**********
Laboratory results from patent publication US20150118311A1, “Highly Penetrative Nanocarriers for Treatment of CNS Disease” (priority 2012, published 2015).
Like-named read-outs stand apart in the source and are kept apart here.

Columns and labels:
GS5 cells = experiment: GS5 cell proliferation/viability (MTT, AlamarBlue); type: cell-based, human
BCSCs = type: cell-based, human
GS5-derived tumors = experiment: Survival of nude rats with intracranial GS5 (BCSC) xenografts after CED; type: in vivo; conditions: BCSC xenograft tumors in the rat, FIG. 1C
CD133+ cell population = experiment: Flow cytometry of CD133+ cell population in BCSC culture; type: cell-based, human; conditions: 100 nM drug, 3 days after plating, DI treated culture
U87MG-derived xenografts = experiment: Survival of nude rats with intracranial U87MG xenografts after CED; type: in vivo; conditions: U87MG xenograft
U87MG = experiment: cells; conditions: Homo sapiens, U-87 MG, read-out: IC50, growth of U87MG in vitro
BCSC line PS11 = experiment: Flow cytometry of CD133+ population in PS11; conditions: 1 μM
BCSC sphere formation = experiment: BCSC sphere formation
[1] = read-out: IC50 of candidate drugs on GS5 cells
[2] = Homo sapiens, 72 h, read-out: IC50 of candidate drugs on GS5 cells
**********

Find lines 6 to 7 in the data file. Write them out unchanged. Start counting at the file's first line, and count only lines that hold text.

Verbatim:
GS5-derived tumors = experiment: Survival of nude rats with intracranial GS5 (BCSC) xenografts after CED; type: in vivo; conditions: BCSC xenograft tumors in the rat, FIG. 1C
CD133+ cell population = experiment: Flow cytometry of CD133+ cell population in BCSC culture; type: cell-based, human; conditions: 100 nM drug, 3 days after plating, DI treated culture